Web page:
Alabama state flag
Piece description from the artist
It is sometimes believed that the crimson saltire of the current flag of Alabama was designed to resemble the blue saltire of the Confederate Battle Flag. Many battle flags were square, and the flag of Alabama is sometimes also depicted as square. The legislation that created the state flag did not specify if the flag was to be square, however. The authors of a 1917 article in National Geographic expressed their opinion that because the Alabama flag was based on the Battle Flag, it should be square. In 1987, the office of Alabama Attorney General Don Siegelman issued an opinion in which the Battle Flag derivation is repeated, but concluded that the proper shape is rectangular, as it had been depicted numerous times in official publications and reproductions; despite this, the flag is still depicted as being square, even in official publications of the U.S. federal government.
The Spanish Cross of Burgundy, used in southern Alabama until the 1800s.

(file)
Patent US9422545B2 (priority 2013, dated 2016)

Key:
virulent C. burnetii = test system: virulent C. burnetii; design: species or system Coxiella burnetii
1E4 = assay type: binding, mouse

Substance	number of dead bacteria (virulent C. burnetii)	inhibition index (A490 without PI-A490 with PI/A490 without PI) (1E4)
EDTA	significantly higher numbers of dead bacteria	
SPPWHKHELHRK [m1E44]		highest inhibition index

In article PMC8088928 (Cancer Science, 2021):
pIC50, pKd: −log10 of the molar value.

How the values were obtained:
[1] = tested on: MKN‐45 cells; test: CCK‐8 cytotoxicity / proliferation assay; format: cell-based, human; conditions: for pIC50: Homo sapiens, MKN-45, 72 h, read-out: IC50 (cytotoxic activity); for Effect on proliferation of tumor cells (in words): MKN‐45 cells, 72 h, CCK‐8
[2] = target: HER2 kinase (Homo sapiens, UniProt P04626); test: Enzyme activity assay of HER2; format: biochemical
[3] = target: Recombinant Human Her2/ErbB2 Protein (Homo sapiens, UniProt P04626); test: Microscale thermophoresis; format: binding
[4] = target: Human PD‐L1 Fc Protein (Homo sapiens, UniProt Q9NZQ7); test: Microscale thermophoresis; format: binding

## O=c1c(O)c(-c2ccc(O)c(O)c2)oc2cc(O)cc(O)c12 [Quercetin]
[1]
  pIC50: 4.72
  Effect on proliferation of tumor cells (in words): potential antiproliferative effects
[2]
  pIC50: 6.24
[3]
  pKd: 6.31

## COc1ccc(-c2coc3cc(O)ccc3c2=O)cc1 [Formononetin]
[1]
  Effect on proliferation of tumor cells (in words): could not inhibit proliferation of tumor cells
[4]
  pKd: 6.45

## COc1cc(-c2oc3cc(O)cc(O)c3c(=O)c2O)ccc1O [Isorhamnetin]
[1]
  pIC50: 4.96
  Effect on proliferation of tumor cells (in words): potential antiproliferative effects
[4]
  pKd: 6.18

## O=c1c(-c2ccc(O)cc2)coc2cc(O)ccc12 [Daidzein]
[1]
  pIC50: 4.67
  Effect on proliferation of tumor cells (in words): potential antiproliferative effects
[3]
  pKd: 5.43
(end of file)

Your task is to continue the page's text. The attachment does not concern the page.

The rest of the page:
The French royal standard, used in western Alabama until the 1800s.
However, the saltire of the Alabama's flag most closely resembles the saltire of the flag of Florida, which has its heritage in the Spanish Cross of Burgundy. Southern Alabama was originally part of Spanish Florida and subsequently West Florida. Although Alabama's adoption of its flag design predates that of Florida's by five years (1895), the 1868-1900 Seal of Florida depicted a white flag with a red saltire, similar to Florida's current flag or a Burgundian saltire, on top of a steamboat. Furthermore, Alabama's legislation describes its red saltire as St. Andrew's cross. The Cross of Burgundy represents the cross on which St. Andrew was crucified.